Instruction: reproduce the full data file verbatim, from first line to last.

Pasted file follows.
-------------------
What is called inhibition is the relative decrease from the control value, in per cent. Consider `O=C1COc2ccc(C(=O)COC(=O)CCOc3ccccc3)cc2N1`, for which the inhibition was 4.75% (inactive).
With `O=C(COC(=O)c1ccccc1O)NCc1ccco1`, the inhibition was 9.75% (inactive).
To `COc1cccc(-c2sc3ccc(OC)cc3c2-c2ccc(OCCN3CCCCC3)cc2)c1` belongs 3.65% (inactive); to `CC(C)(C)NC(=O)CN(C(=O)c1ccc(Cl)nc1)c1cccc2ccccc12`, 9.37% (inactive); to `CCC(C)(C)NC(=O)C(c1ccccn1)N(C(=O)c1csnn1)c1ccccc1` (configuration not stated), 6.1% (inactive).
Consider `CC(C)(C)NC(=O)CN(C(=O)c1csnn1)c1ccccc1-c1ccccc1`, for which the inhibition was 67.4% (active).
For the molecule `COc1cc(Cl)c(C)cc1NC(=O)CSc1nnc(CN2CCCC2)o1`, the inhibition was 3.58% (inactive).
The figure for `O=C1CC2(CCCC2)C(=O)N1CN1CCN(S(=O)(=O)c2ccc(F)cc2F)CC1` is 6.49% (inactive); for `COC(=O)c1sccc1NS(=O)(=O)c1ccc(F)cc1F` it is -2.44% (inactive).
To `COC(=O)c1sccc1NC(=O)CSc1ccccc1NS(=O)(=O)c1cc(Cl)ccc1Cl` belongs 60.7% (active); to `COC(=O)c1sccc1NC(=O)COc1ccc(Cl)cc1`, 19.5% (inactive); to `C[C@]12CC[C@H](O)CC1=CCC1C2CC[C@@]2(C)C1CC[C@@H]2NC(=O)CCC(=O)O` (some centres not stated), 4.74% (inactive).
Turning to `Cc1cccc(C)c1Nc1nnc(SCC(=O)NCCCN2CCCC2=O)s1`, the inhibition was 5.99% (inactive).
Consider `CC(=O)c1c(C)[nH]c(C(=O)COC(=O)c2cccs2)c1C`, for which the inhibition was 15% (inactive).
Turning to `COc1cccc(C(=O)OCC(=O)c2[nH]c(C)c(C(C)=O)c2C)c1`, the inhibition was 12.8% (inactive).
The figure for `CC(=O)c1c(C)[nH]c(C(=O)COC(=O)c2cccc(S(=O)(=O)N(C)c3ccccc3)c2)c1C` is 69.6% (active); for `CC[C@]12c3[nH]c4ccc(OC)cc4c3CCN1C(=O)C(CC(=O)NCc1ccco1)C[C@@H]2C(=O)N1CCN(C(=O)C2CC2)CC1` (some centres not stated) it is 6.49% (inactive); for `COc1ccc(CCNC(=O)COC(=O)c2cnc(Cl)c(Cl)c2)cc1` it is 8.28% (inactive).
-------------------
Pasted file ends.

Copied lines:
What is called inhibition is the relative decrease from the control value, in per cent. Consider `O=C1COc2ccc(C(=O)COC(=O)CCOc3ccccc3)cc2N1`, for which the inhibition was 4.75% (inactive).
With `O=C(COC(=O)c1ccccc1O)NCc1ccco1`, the inhibition was 9.75% (inactive).
To `COc1cccc(-c2sc3ccc(OC)cc3c2-c2ccc(OCCN3CCCCC3)cc2)c1` belongs 3.65% (inactive); to `CC(C)(C)NC(=O)CN(C(=O)c1ccc(Cl)nc1)c1cccc2ccccc12`, 9.37% (inactive); to `CCC(C)(C)NC(=O)C(c1ccccn1)N(C(=O)c1csnn1)c1ccccc1` (configuration not stated), 6.1% (inactive).
Consider `CC(C)(C)NC(=O)CN(C(=O)c1csnn1)c1ccccc1-c1ccccc1`, for which the inhibition was 67.4% (active).
For the molecule `COc1cc(Cl)c(C)cc1NC(=O)CSc1nnc(CN2CCCC2)o1`, the inhibition was 3.58% (inactive).
The figure for `O=C1CC2(CCCC2)C(=O)N1CN1CCN(S(=O)(=O)c2ccc(F)cc2F)CC1` is 6.49% (inactive); for `COC(=O)c1sccc1NS(=O)(=O)c1ccc(F)cc1F` it is -2.44% (inactive).
To `COC(=O)c1sccc1NC(=O)CSc1ccccc1NS(=O)(=O)c1cc(Cl)ccc1Cl` belongs 60.7% (active); to `COC(=O)c1sccc1NC(=O)COc1ccc(Cl)cc1`, 19.5% (inactive); to `C[C@]12CC[C@H](O)CC1=CCC1C2CC[C@@]2(C)C1CC[C@@H]2NC(=O)CCC(=O)O` (some centres not stated), 4.74% (inactive).
Turning to `Cc1cccc(C)c1Nc1nnc(SCC(=O)NCCCN2CCCC2=O)s1`, the inhibition was 5.99% (inactive).
Consider `CC(=O)c1c(C)[nH]c(C(=O)COC(=O)c2cccs2)c1C`, for which the inhibition was 15% (inactive).
Turning to `COc1cccc(C(=O)OCC(=O)c2[nH]c(C)c(C(C)=O)c2C)c1`, the inhibition was 12.8% (inactive).
The figure for `CC(=O)c1c(C)[nH]c(C(=O)COC(=O)c2cccc(S(=O)(=O)N(C)c3ccccc3)c2)c1C` is 69.6% (active); for `CC[C@]12c3[nH]c4ccc(OC)cc4c3CCN1C(=O)C(CC(=O)NCc1ccco1)C[C@@H]2C(=O)N1CCN(C(=O)C2CC2)CC1` (some centres not stated) it is 6.49% (inactive); for `COc1ccc(CCNC(=O)COC(=O)c2cnc(Cl)c(Cl)c2)cc1` it is 8.28% (inactive).